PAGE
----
Silva's choice echoes the sentiments of almost every red tail player as the hole was voted the most popular in Boston with public players. See the picture above. Learn more at the Cornish Silva Mungeam website, here.

Monday, May 16, 2005

Boston Public Golf and Architect Brian Silva part 2

I'm working on my interview write up and a piece on Black Rock. Till then, click here to have your faith that we are living in the golden age of golf course architecture restored. its a quick fix to be sure, but fun.

Hit it over the pancake stack! Posted by Hello

A Biarritz green - identifiable by the valley in the middle Posted by Hello

A true Redan Hole - Black Rock's par-3 9th Posted by Hello

Thursday, May 12, 2005

Courtesy of New York Post. Posted by Hello

Boston Public Golf and architect Brian Silva

I'm off to Boston to interview one of my favorite architects, Brian Silva. I'll be reporting here and at Travel Golf soon. In short, Silva had a recent epiphany about blending old architectural design tricks and philosophies with more artistic shaping and lines. I call this blend neo-classic. He is a brilliant historian of architecture as well. Three great Boston plays: 1 Waverly Oaks, his tribute to Seth Raynor, but where he also began testing some of his bolder lines. I love the par-3s there especially. 2. Shaker Hills has fallen off alot of rater's lists, but I love it. Great par-3 and par-5s there. Finally, Red Tail is his most modern public course to date - a bold breakout and one which commanded the willing and accepting attention of his peers. I'll play Black Rock tomorrow. In the meantime, welcome some new bloggers and old friends. Everyone should read Geoff Shackelford. He's an accomplished author and a gentleman writer. He's on that short list of good people I call the Honor Roll.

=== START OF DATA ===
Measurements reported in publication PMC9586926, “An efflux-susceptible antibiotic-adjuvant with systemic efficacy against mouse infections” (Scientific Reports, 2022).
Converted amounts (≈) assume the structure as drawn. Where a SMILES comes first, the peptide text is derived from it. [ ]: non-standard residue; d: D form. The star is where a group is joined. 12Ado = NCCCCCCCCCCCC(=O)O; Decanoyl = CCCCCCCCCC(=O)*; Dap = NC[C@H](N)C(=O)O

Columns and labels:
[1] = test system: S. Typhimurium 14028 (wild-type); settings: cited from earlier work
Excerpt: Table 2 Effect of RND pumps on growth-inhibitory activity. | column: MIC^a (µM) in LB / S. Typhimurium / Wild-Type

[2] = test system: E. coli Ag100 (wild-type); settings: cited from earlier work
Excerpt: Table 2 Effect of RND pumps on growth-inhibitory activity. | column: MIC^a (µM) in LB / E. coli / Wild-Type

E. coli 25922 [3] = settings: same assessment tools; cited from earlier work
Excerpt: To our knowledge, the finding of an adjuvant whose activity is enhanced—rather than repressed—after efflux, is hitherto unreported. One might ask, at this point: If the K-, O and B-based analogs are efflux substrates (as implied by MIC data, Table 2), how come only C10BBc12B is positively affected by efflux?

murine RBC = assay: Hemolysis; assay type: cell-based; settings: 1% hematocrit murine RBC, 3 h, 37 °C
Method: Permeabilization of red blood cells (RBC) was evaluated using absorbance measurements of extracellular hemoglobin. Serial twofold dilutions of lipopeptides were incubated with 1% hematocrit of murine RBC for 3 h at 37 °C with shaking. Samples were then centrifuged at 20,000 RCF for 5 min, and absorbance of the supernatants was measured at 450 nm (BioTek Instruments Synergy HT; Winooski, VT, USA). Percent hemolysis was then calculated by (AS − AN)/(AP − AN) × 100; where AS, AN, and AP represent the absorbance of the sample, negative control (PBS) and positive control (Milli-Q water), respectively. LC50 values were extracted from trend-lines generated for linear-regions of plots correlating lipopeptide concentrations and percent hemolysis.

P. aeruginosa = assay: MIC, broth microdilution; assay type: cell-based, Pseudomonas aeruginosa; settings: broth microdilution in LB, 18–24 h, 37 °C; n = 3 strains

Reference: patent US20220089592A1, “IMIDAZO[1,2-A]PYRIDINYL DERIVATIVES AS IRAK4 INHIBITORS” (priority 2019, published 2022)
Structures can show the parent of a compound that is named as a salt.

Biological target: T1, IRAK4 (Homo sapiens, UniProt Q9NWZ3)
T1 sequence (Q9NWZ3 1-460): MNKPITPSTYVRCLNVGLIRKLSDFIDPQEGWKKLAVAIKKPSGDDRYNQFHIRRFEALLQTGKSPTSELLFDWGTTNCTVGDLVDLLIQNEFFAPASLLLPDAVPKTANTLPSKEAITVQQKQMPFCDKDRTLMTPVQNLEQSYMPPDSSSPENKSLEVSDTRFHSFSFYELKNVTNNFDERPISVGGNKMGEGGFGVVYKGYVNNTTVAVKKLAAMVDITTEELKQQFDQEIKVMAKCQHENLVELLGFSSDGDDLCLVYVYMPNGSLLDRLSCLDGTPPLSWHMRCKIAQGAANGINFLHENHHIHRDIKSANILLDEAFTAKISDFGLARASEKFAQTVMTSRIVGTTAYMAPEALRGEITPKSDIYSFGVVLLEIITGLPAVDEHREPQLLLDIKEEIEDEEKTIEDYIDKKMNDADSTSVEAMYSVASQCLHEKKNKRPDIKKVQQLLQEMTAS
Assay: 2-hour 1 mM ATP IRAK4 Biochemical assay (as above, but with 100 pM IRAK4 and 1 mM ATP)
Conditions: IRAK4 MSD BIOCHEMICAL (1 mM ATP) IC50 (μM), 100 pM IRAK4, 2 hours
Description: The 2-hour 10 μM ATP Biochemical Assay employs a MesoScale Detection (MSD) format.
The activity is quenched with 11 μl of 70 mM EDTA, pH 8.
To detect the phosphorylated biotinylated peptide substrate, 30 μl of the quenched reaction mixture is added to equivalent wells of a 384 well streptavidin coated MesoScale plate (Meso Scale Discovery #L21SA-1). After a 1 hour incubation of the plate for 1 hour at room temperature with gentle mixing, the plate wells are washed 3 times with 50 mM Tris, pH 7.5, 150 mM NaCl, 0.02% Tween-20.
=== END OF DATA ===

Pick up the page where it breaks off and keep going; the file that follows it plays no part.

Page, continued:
Next, Texas Golf Blog by Bogey McDuff and Jam Boy are fun reads. Finally, www.syberlete.com is a good sports blog.

Finally, Steve Czaban had my sides splitting with his genius pieces about Ontario Smith and also the Marquette U. nickname change. I love it! Long live "Chingy and Blingy." These are a must, MUST read.

Friday, May 06, 2005

The Par-4 fourth at Pacific Dunes. Posted by Hello

Pacific Dunes - Bandon Oregon

Lake Drive
Bandon, OR


Architect: Tom Doak
Par 71
Excitement Level – 12/12
Difficulty – 9/12
Conditioning - *****
Cost - $200 peak, $60 reduced
Value - *****

Tees Yards Rating Slope

Tournament 6557 72.9 133
Regular 6174 70.9 131
Resort 5799 69.3 125
Forward 5101 71.1 131